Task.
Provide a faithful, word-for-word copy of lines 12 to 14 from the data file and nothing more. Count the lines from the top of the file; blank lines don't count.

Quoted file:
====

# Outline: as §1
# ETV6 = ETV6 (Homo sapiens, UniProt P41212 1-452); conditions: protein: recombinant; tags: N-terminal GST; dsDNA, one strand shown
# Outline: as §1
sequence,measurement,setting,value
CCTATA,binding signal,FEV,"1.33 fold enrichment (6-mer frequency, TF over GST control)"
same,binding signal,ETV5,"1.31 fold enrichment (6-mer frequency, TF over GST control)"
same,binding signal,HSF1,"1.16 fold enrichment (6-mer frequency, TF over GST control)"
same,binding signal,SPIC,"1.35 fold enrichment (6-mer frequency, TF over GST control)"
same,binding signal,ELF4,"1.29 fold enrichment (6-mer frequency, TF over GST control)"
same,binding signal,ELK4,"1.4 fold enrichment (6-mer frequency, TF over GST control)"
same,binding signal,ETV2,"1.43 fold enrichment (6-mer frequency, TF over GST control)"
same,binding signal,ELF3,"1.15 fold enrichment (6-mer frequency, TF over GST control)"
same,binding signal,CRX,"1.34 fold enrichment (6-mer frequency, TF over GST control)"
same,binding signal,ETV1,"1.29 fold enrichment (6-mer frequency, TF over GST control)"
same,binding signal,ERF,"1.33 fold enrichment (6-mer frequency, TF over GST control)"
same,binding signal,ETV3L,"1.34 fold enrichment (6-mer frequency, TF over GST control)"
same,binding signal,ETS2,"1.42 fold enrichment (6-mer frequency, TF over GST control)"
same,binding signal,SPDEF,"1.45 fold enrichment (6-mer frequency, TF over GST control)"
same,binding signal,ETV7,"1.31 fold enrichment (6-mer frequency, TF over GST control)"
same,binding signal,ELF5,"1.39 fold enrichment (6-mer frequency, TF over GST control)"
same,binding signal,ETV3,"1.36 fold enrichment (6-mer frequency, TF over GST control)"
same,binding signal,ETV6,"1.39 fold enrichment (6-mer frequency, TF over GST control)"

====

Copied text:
same,binding signal,ELF3,"1.15 fold enrichment (6-mer frequency, TF over GST control)"
same,binding signal,CRX,"1.34 fold enrichment (6-mer frequency, TF over GST control)"
same,binding signal,ETV1,"1.29 fold enrichment (6-mer frequency, TF over GST control)"